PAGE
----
When I was a Child my sister asked me to draw this pentagon shape house but there was a condition. What is that? The condition was that I can not lift my pencil. After trying different options I surrendered myself to my sister and she showed me this cool trick to draw the house without lifting the pencil. So why on earth really I am sharing this story?

So how would you know if you can draw something like this without lifting your pencil.?Or more precisely how would you cross some path without crossing it more than once or is it even possible in the first place??? Leonhard Euler , a Swiss mathematician had this question answered almost more than 200 years ago. So the generalized idea is ,

An

Euler Pathis apaththat goes through every edge of a graph exactly once AnEuler Circuitis anEuler Path

Doesn’t really make much sense? Just keep going it shall be making sense soon. For that, we need to know what is **edge** and what is **vertex!**

The pointy head or the junction that joints two line together is vertex or vertexes. In the context of **graph theory **here **A , B ,C , D, E each joints are vertex** . And the **path or line that joint them are called edges**, for example edge of D vertex is DE and DC . If it helps and you would like to compare it with a computer networking system in the physical level , vertexes are the nodes and edges are the wires that connecting them . Ok, so now we understand what is vertex and what is edge . So what are the use of them in this concept?

Our core problem was we have to draw this house without lifting the pencil, in the same way we could say that if we can travel all the paths or edges without crossing them once then we can achieve our goal. And if we are successful doing it then this circuit is Eulerian Circuit and the path we used is **Eulerian Path . **So how would we conclude if a circuit has eulerian path or not? So, *if more than two vertices ( vertexes are also named as vertices ) have an odd number of edges then that circuit won’t have Eulerian Path .*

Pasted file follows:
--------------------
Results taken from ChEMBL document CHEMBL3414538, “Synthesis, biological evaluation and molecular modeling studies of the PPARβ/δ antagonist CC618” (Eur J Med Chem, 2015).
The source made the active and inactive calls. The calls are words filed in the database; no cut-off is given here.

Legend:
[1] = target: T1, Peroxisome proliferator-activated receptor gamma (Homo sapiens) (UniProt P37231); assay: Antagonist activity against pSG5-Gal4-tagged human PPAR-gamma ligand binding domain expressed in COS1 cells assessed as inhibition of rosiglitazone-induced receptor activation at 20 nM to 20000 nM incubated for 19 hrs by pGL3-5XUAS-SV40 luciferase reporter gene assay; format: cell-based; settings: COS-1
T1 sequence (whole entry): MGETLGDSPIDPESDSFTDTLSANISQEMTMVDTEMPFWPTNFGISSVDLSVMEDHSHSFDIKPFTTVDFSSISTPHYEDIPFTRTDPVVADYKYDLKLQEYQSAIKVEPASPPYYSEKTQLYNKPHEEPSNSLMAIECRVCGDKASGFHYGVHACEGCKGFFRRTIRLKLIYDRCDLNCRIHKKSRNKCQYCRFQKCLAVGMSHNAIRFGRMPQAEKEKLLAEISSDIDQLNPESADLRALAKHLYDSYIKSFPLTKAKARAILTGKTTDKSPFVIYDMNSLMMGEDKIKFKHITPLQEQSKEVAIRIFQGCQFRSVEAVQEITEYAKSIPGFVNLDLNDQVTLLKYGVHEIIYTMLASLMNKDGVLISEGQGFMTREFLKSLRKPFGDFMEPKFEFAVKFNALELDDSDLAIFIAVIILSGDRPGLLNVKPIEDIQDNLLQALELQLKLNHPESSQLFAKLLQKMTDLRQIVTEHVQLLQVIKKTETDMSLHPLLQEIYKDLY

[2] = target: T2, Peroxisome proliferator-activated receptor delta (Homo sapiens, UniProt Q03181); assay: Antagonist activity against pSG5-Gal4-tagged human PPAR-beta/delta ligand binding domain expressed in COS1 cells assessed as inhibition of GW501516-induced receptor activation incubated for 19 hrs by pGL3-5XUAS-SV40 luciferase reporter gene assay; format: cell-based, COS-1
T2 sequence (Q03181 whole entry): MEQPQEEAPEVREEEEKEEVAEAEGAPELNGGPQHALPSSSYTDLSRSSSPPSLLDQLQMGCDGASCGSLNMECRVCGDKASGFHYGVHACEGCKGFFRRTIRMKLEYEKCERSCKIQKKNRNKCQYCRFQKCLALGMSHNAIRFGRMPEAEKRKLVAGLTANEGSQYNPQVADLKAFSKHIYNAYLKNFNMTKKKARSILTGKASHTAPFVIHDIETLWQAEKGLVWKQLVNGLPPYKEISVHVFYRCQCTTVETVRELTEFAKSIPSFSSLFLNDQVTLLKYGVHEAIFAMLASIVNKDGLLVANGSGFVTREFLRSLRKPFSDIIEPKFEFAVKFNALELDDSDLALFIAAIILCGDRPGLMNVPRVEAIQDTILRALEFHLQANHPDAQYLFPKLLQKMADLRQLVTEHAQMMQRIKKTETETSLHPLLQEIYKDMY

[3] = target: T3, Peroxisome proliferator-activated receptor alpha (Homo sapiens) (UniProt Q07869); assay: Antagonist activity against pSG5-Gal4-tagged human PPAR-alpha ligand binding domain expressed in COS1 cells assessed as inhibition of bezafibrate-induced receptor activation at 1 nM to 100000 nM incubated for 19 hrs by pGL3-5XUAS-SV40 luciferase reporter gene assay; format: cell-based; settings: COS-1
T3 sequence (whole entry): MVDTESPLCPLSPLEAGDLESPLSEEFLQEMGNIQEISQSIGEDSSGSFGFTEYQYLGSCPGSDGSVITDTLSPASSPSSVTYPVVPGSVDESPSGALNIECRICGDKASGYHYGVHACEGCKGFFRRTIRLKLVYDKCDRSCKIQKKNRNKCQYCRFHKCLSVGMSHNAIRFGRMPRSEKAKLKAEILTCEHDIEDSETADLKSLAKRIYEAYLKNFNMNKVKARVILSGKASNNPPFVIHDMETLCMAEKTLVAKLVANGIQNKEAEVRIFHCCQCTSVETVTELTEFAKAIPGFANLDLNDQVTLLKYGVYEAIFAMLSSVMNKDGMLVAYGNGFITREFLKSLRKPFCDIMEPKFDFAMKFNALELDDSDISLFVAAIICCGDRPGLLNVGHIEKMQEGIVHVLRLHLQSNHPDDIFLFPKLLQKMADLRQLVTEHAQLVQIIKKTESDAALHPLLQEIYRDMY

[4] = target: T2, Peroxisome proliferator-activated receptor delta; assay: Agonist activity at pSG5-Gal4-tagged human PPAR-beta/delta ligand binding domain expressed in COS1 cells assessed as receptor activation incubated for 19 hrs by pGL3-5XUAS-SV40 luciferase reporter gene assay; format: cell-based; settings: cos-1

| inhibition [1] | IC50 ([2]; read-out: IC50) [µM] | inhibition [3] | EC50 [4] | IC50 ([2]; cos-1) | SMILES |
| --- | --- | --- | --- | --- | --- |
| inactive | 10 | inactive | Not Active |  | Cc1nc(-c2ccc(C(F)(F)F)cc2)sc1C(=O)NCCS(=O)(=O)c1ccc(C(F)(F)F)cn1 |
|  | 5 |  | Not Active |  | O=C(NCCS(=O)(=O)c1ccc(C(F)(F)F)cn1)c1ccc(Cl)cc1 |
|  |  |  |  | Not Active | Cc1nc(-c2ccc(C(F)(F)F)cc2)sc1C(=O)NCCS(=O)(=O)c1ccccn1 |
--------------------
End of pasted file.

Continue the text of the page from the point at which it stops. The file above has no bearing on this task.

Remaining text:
In the blue house drawn above **D vertex** has **2 edges** , DE and DC . **E vertex** has **4 edges** ED , EC , EB , EA . **A vertex** has **3 edges** AE , AC, AB . **B vertex **has **3 edges** as well BA , BE , BC **. C vertex** has **4 edges** CB , CA , CE , CD .

So , only A and B has an odd number of edges and the rest three vertex have an even number of edges. So it is an Eulerian path. This also means that you can travel all the paths without crossing a path more than once. And one important thing to notice is that the start of the traveling would **start and end in an odd vertex**. In this context, the start and end both has to be in either A or B vertex. Because only in odd vertex it is possible to start, travel and end. It requires three cases. Therefore, the bottom line is whenever we see something like a circuit we should try to imagine it in the context of graph. Then see if the nodes have more than 2 vertex where they have odd number of edges. Then like my sister asked me to play that trick in that childhood you could possibly conclude into a decision faster that whether or not it’s possible to complete the route without traveling it more than once.

The ** Eulerian Path is an important concept of Graph Theory** . In computer science graph theory is an important aspect of thinking algorithmically. Computer scientists like to think of everything as a graph. Not the graph of x-axis and y-axis, these graphs are a little more complex than that . You can compare the above example with anything in your real life application,i.e. Computer networking where the networking engineer has to figure out the best way of meshing the nodes or devices , the traffics or the google map you use in your phone also use Graph Theory in its backbone.